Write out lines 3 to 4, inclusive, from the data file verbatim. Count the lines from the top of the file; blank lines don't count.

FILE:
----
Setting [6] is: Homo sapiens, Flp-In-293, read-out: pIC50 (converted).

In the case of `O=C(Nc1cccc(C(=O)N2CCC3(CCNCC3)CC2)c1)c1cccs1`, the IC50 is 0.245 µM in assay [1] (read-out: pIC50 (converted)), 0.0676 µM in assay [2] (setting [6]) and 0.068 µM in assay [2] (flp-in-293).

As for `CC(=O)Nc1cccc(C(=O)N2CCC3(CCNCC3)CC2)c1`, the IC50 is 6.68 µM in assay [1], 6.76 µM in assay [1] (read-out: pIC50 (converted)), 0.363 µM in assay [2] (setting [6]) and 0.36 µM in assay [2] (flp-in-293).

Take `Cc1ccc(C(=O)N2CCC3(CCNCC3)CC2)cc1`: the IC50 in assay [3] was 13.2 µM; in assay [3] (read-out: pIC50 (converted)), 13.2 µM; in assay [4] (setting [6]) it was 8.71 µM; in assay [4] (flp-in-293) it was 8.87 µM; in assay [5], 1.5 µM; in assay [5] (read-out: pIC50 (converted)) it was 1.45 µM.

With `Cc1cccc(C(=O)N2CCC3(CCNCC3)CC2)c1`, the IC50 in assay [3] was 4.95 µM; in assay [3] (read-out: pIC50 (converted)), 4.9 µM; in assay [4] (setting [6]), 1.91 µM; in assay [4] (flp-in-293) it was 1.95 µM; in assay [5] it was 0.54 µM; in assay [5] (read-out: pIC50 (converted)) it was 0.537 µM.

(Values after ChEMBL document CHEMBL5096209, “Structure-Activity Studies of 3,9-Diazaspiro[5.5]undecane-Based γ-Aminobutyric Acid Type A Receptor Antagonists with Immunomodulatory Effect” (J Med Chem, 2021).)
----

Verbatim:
As for `CC(=O)Nc1cccc(C(=O)N2CCC3(CCNCC3)CC2)c1`, the IC50 is 6.68 µM in assay [1], 6.76 µM in assay [1] (read-out: pIC50 (converted)), 0.363 µM in assay [2] (setting [6]) and 0.36 µM in assay [2] (flp-in-293).

Take `Cc1ccc(C(=O)N2CCC3(CCNCC3)CC2)cc1`: the IC50 in assay [3] was 13.2 µM; in assay [3] (read-out: pIC50 (converted)), 13.2 µM; in assay [4] (setting [6]) it was 8.71 µM; in assay [4] (flp-in-293) it was 8.87 µM; in assay [5], 1.5 µM; in assay [5] (read-out: pIC50 (converted)) it was 1.45 µM.